There are indications that Islamists have done well in Egypt's first round of elections. Perhaps better than expected.
The party formed by the Muslim Brotherhood, Egypt’s mainstream Islamist group, appeared to have taken about 40 percent of the vote, as expected. But a big surprise was the strong showing of ultraconservative Islamists, called Salafis, many of whom see most popular entertainment as sinful and reject women’s participation in voting or public life.Later in the article, the New York Times explains that the Egyptian military dictatorship has given assurances to Westerners that Egypt's voters will not control foreign policy.
Analysts in the state-run news media said early returns indicated that Salafi groups could take as much as a quarter of the vote, giving the two groups of Islamists combined control of nearly 65 percent of the parliamentary seats.
The new majority is likely to increase the difficulty of sustaining the United States’ close military and political partnership with post-Mubarak Egypt, though the military has said it plans to maintain a monopoly over many aspects of foreign affairs.It almost goes without saying that what the New York Times is relieved to report is that for the benefit of Israel, or so that fewer than six million Jewish people can have an enforced political majority state (unlike white South Africans who suffer the indignity of living in a non-white political majority state), more than 80 million people should be denied representative or accountable control over their foreign policy.
Barack Obama lied when he said colonialism is over.
The West was blamed as the source of all ills, a half-century after the end of colonialism.Many of the states of the Middle East are the exact same states, ruled by the exact same regimes put in place by imperial Great Britain. If colonialism ended in UAE or Jordan, when did that happen? Not only do those regimes not have different relationships with the United States than their acknowledged colonial predecessors had with their global empire, but no event has marked their freedom or independence from imperial control.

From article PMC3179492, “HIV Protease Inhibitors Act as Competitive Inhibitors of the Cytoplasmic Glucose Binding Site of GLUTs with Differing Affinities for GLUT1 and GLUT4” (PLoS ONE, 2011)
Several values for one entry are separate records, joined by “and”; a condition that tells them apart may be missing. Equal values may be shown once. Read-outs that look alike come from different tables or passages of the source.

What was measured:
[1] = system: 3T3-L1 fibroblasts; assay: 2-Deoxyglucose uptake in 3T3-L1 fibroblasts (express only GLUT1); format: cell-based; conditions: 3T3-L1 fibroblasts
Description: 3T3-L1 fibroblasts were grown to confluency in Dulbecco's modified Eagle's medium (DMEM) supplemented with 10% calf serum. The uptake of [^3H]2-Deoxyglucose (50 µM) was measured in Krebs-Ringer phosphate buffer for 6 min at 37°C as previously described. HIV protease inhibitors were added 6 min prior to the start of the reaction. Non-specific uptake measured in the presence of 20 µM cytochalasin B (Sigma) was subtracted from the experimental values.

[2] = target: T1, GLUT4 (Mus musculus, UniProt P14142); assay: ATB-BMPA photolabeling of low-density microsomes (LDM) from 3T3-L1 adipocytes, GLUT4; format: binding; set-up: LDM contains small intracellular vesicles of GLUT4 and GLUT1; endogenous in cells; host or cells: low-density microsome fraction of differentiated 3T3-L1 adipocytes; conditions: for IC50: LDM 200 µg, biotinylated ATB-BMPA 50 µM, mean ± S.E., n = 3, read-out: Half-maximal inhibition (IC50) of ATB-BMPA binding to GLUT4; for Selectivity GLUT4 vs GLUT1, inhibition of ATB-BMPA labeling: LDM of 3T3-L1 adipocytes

Obama is not mistaken. He is lying. He knows his control over the policies of the US empire in the Middle East operates exactly the way Winston Churchill's empire controlled largely the same subordinate political bodies.
It may be instructive to take another look at how Egypt was treated as a colonial subordinate around 100 years ago.
When at last the combined forces of the occupying army and the Interior Ministry were able to quell months of strikes and protests, the British were compelled to reconsider their position towards Egypt. The eventual outcome of that process was the unilateral decision in March 1922 to grant Egypt a qualified independence. Although the country would be governed thereafter as a constitutional monarchy, the British retained the right to intervene in any matters seen to affect the security of imperial communications, the interests and safety of foreigners on Egyptian soil, the threat of foreign invasion, or the status of Egypt's relationship with the Sudan.But beyond the fact that Obama lied about the colonial status of the Middle East, it is important to understand why he lied.
The United States is not a proudly colonialist country, even as much as Great Britain was in 1922. By the United States' professed values, the concerns of fewer six million Jewish people do not outweigh those of more than 80 million Egyptians. The idea that US policy should be shifted to that degree is racist even by the US' own currently claimed moral standards.
The idea that the rights of over 400 million people in Israel's region, including in this example 80 million Egyptians, should be limited to ensure that fewer than six million Jewish people never have to live in a non-Jewish political majority state has survived as long as it has in the United States people like Juan Cole and organizations like the New York Times closing discussion to prevent the issue from being raised.
This is a topic that is not even, according to US values, subject to debate. Is a majority Jewish state worth harming 400 million non-Jews in Israel's region? No. By US claimed values there is no coherent argument that could be made otherwise.
Instead gatekeepers have prevented the question from being asked on any substantial scale. But as the power and effectiveness of these gatekeepers decrease, Israel's viability as an enforced Jewish political majority state decreases with it.